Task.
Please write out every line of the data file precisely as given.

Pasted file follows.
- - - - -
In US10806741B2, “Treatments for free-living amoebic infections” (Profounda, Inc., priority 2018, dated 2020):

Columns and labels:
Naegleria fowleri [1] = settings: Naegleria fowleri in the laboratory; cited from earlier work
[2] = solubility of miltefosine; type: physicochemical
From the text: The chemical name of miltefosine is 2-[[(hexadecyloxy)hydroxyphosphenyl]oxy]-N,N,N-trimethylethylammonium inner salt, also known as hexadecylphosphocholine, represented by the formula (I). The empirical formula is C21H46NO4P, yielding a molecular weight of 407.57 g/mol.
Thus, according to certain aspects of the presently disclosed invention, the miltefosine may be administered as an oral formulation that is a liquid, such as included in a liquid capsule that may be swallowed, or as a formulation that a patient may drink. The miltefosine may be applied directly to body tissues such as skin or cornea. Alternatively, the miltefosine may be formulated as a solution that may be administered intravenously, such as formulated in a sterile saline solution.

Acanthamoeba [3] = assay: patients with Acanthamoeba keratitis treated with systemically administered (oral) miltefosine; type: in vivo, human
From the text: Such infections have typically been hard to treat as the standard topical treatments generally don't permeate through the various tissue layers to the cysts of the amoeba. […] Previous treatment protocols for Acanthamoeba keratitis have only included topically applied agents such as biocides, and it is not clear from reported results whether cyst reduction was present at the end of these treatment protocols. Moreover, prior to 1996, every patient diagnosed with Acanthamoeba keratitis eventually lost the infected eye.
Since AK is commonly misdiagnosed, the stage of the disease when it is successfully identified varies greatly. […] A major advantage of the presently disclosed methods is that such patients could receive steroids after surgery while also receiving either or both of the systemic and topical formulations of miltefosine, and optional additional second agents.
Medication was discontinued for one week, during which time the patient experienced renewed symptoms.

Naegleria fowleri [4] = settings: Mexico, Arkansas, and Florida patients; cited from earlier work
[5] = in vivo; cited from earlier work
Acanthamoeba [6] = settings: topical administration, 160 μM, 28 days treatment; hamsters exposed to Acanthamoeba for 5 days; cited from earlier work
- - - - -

In US10806741B2, “Treatments for free-living amoebic infections” (Profounda, Inc., priority 2018, dated 2020):

Columns and labels:
Naegleria fowleri [1] = settings: Naegleria fowleri in the laboratory; cited from earlier work
[2] = solubility of miltefosine; type: physicochemical
From the text: The chemical name of miltefosine is 2-[[(hexadecyloxy)hydroxyphosphenyl]oxy]-N,N,N-trimethylethylammonium inner salt, also known as hexadecylphosphocholine, represented by the formula (I). The empirical formula is C21H46NO4P, yielding a molecular weight of 407.57 g/mol.
Thus, according to certain aspects of the presently disclosed invention, the miltefosine may be administered as an oral formulation that is a liquid, such as included in a liquid capsule that may be swallowed, or as a formulation that a patient may drink. The miltefosine may be applied directly to body tissues such as skin or cornea. Alternatively, the miltefosine may be formulated as a solution that may be administered intravenously, such as formulated in a sterile saline solution.

Acanthamoeba [3] = assay: patients with Acanthamoeba keratitis treated with systemically administered (oral) miltefosine; type: in vivo, human
From the text: Such infections have typically been hard to treat as the standard topical treatments generally don't permeate through the various tissue layers to the cysts of the amoeba. […] Previous treatment protocols for Acanthamoeba keratitis have only included topically applied agents such as biocides, and it is not clear from reported results whether cyst reduction was present at the end of these treatment protocols. Moreover, prior to 1996, every patient diagnosed with Acanthamoeba keratitis eventually lost the infected eye.
Since AK is commonly misdiagnosed, the stage of the disease when it is successfully identified varies greatly. […] A major advantage of the presently disclosed methods is that such patients could receive steroids after surgery while also receiving either or both of the systemic and topical formulations of miltefosine, and optional additional second agents.
Medication was discontinued for one week, during which time the patient experienced renewed symptoms.

Naegleria fowleri [4] = settings: Mexico, Arkansas, and Florida patients; cited from earlier work
[5] = in vivo; cited from earlier work
Acanthamoeba [6] = settings: topical administration, 160 μM, 28 days treatment; hamsters exposed to Acanthamoeba for 5 days; cited from earlier work